THIS STORY COURTESY THE KINGSPORT TIMES-NEWS
Each year, the Times-News and the INK Advisory Board invites area residents to nominate individuals or groups of “Students Who Make a Difference” to be honored in a holiday edition of INK ... news for teens.
The criteria is simple — tell us about a student or group of students who you believe make a difference in their community, school, church or the world at large.
And each year, we get letters from readers telling us about students who have brought about change in their community, stood up for a great cause, moved their school or families forward, or who have gone above and beyond in their service to others.
This year, one group made such a difference that they were nominated twice. Two different readers helped shine a light on the vast impact these young people are making in their community and our city — leaving little doubt that they are, in fact, Students Who Make a Difference.
“As I read over the qualifications for nominating students or groups who make a difference in our community, I was compelled to nominate the members of the New Vision Youth of Kingsport,” wrote Calvin Sneed.
“I cover their activities for the Douglass-Riverview community website, www.son sanddaughtersofdouglass.org , in the course of covering news in the community, and I am touched and amazed at the things these youth do for Riverview and for Kingsport.”
Wellness coordinator Kevin Lytle couldn’t agree more. He’s seen the group in action as well.
New Vision Youth currently has 47 members ranging in age from elementary school to college. However, the majority of members are in middle school or attend Dobyns-Bennett High School.
The group has a special connection to the elders of the Kingsport community — partnering with them on several events and providing many hours of service in their honor.
Each year, the New Vision Youth partner with the Kingsport Senior Citizens organization to sponsor an annual Easter Egg Hunt for both children and seniors. In addition, through that partnership, the youth celebrate Fun Fest with area senior citizens, accompanying them and assisting them at Fun Fest events.
Their annual Grandparents Day Luncheon, held in cooperation and through partnerships with the South Central Kingsport Community Development Corporation and the Kingsport Parks and Recreation Community Services Division, is one of the highlights of the year — as is the annual “Gents to Gentlemen” Pageant, the proceeds of which go to non-profits each year.
The New Vision Youth also do programs at nursing homes, singing Christmas carols and praise dancing during the holidays. Even when the holidays are over, the group regularly visits Kingsport area nursing homes — singing to residents and performing.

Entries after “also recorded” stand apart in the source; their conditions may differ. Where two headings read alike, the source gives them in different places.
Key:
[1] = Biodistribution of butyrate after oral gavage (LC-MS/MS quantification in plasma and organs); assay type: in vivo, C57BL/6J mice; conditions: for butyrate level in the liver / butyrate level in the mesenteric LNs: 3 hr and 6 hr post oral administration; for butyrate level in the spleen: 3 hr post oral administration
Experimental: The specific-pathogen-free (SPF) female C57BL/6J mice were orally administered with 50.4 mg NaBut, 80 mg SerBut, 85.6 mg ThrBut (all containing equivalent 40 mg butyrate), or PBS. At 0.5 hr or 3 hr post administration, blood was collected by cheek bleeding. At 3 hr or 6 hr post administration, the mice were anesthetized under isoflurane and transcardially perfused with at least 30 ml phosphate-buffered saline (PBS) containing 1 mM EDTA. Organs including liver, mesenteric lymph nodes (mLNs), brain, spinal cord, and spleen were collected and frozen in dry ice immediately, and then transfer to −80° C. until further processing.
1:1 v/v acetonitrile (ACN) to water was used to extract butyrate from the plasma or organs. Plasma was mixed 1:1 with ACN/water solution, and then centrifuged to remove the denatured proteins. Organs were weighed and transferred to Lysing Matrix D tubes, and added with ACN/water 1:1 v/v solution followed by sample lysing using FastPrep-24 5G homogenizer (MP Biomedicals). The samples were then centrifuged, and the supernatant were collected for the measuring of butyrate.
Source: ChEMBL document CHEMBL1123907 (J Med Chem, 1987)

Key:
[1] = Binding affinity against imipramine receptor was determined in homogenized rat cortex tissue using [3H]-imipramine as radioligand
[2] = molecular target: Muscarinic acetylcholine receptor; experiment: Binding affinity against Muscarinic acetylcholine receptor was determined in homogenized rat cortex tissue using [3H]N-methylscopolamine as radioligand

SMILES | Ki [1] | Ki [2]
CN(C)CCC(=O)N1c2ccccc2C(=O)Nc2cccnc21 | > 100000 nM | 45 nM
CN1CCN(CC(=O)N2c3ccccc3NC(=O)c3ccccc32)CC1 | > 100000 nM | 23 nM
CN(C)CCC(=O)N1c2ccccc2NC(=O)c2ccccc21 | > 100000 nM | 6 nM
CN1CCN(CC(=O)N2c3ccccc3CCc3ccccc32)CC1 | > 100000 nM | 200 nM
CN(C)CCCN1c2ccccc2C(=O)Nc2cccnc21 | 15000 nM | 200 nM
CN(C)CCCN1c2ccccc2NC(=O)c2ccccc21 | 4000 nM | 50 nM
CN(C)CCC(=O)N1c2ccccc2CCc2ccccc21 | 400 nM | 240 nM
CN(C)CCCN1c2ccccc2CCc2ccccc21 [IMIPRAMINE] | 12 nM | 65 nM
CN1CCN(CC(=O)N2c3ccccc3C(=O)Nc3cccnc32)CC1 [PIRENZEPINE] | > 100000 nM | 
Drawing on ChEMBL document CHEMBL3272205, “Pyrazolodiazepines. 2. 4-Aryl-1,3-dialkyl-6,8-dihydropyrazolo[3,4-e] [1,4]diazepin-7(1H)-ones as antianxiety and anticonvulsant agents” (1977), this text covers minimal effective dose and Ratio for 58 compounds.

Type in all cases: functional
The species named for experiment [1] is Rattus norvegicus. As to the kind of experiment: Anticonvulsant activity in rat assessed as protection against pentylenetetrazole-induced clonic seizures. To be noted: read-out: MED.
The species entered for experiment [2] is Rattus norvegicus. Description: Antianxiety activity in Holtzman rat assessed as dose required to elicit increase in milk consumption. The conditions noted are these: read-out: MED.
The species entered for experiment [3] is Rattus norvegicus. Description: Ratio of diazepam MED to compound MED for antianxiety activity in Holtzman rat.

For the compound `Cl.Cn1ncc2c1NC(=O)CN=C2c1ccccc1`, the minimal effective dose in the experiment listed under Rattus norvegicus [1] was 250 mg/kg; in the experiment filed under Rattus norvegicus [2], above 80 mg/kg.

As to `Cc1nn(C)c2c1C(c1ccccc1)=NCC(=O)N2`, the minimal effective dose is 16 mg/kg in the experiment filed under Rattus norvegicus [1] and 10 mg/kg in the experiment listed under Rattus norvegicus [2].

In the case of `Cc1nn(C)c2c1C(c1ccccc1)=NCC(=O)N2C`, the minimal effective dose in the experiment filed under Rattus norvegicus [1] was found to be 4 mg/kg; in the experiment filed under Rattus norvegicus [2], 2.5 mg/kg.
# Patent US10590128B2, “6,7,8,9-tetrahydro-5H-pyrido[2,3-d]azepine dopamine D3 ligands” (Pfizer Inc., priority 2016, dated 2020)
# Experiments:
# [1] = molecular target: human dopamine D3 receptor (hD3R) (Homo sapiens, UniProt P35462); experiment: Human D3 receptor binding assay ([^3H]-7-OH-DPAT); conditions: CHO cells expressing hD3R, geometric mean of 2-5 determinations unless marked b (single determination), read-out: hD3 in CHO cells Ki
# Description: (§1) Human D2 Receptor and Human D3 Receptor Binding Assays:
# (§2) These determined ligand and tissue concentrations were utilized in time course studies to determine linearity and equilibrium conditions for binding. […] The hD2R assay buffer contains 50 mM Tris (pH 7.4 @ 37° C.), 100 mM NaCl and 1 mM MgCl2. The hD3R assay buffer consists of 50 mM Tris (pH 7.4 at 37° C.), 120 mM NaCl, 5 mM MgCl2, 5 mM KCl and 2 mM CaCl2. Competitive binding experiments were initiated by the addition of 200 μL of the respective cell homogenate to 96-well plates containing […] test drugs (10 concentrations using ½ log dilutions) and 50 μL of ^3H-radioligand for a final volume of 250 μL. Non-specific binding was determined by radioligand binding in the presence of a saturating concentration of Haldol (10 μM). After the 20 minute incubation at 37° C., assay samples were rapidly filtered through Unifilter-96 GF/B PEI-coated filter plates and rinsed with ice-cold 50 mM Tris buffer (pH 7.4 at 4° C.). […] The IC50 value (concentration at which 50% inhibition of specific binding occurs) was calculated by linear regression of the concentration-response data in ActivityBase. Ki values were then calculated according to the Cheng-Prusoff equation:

Twice a month, the youth of New Vision set aside time to participate in area cleanups for Keep Kingsport Beautiful, targeting specific areas around Kingsport prone for trash and litter. Among the areas where they pick up trash on a regular basis are downtown Kingsport, the V.O. Dobbins playground and park, and the Dale Street Children’s Park. They are also part of the Fun Fest “Trash Busters,” cleaning up litter and helping to empty the various painted trash receptacles at Fun Fest events on an annual basis.
Members also volunteer their time to give out gifts on the Santa Train, to work with the Susan G. Komen Race for a Cure, and help hand out gift baskets of food at Thanksgiving and Christmas to a family in need for an area school, Lytle said.
Each year, the New Vision Youth also sponsor and participate in numerous educational programs and initiatives designed to enrich the communities in which they live. They present annual programs for Black History Month, including a full program at various churches, and sponsor trips to museums in Bristol, Greeneville and Rogersville highlighting African-Americans who contributed to the history of East Tennessee.
Led by their director, Johnnie Mae Swagerty, the New Vision Youth also participate in occasional drug intervention initiatives, sponsored by the Kingsport Police Department, and the “Take Back Our Streets” program — holding marches every year to emphasize those initiatives. Those programs are also done in Bristol and Johnson City.
“For the past eight years, the New Vision Youth have performed singing, praise dancing and drama programs at the Bethel A.M.E. Zion Church every third Sunday of the month,” Sneed wrote. “Bethel reports an increase in attendance on those days, because parishioners apparently love to see the children praising the Lord.”
Every two years, youth members of New Vision participate in the Tennessee Governor’s Highway Safety Youth Conference, which teaches teenagers of driving age the rules of the road and driver safety. The conference is held in Nashville. In addition, youth members have also attended the Tennessee Teen Institute, which teaches kids how to be role models. The institute is held at the Tennessee Air National Guard Base at Smyrna.
All of the activities are organized and directed by Swagerty, who keeps the kids on a strict schedule — emphasizing homework and school activities, as well as the service, performance and fun of New Vision on weekends and after school.
“The Kingsport community and the Riverview neighborhood are a better society because of the New Vision Youth,” Sneed wrote, “and I personally feel that people who come in contact with these future adult leaders are enriched by the activities and programs that they participate in.”